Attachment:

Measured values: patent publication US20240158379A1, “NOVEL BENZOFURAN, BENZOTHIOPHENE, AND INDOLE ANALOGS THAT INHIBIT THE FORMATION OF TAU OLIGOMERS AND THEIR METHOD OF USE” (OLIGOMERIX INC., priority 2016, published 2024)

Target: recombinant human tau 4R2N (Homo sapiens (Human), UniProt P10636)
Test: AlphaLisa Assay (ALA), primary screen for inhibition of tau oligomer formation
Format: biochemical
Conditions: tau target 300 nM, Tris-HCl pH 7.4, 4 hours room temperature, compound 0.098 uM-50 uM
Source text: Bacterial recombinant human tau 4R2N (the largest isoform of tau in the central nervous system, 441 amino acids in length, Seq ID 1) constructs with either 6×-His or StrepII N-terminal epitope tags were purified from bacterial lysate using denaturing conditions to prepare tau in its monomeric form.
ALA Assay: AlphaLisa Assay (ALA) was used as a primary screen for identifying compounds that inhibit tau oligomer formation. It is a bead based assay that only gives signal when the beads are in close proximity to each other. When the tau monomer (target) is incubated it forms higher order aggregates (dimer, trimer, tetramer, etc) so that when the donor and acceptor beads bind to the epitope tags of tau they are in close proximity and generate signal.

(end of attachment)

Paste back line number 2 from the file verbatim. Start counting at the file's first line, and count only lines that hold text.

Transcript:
Target: recombinant human tau 4R2N (Homo sapiens (Human), UniProt P10636)